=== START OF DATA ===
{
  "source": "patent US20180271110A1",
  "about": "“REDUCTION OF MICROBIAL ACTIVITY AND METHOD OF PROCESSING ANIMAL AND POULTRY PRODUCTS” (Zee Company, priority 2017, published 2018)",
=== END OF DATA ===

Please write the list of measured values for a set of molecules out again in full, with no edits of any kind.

{
  "source": "patent US20180271110A1",
  "about": "“REDUCTION OF MICROBIAL ACTIVITY AND METHOD OF PROCESSING ANIMAL AND POULTRY PRODUCTS” (Zee Company, priority 2017, published 2018)",